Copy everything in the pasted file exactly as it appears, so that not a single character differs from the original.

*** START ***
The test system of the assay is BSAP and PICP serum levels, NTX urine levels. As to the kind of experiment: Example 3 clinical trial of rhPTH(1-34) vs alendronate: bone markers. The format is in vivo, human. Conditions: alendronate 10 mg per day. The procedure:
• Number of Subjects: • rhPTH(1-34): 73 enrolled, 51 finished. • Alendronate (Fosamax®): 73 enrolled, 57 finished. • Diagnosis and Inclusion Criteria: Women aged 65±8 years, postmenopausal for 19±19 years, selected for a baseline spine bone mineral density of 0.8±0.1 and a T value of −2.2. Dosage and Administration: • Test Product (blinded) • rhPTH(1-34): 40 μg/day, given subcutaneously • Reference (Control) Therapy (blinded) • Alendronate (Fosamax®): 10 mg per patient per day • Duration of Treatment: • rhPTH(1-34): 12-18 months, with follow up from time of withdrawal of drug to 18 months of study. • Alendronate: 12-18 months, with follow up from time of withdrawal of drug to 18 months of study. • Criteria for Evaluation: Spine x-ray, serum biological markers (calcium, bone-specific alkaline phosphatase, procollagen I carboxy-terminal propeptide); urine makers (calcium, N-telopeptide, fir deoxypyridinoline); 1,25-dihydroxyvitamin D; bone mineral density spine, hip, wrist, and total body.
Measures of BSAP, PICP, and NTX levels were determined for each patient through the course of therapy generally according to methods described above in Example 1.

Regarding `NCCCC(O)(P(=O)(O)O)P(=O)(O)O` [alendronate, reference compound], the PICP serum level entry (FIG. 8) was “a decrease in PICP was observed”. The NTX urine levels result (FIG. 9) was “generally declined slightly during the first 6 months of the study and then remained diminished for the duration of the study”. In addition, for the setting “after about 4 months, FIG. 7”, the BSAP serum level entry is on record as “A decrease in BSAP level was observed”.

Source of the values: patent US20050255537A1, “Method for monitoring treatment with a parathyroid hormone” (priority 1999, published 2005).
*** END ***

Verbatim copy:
The test system of the assay is BSAP and PICP serum levels, NTX urine levels. As to the kind of experiment: Example 3 clinical trial of rhPTH(1-34) vs alendronate: bone markers. The format is in vivo, human. Conditions: alendronate 10 mg per day. The procedure:
• Number of Subjects: • rhPTH(1-34): 73 enrolled, 51 finished. • Alendronate (Fosamax®): 73 enrolled, 57 finished. • Diagnosis and Inclusion Criteria: Women aged 65±8 years, postmenopausal for 19±19 years, selected for a baseline spine bone mineral density of 0.8±0.1 and a T value of −2.2. Dosage and Administration: • Test Product (blinded) • rhPTH(1-34): 40 μg/day, given subcutaneously • Reference (Control) Therapy (blinded) • Alendronate (Fosamax®): 10 mg per patient per day • Duration of Treatment: • rhPTH(1-34): 12-18 months, with follow up from time of withdrawal of drug to 18 months of study. • Alendronate: 12-18 months, with follow up from time of withdrawal of drug to 18 months of study. • Criteria for Evaluation: Spine x-ray, serum biological markers (calcium, bone-specific alkaline phosphatase, procollagen I carboxy-terminal propeptide); urine makers (calcium, N-telopeptide, fir deoxypyridinoline); 1,25-dihydroxyvitamin D; bone mineral density spine, hip, wrist, and total body.
Measures of BSAP, PICP, and NTX levels were determined for each patient through the course of therapy generally according to methods described above in Example 1.

Regarding `NCCCC(O)(P(=O)(O)O)P(=O)(O)O` [alendronate, reference compound], the PICP serum level entry (FIG. 8) was “a decrease in PICP was observed”. The NTX urine levels result (FIG. 9) was “generally declined slightly during the first 6 months of the study and then remained diminished for the duration of the study”. In addition, for the setting “after about 4 months, FIG. 7”, the BSAP serum level entry is on record as “A decrease in BSAP level was observed”.

Source of the values: patent US20050255537A1, “Method for monitoring treatment with a parathyroid hormone” (priority 1999, published 2005).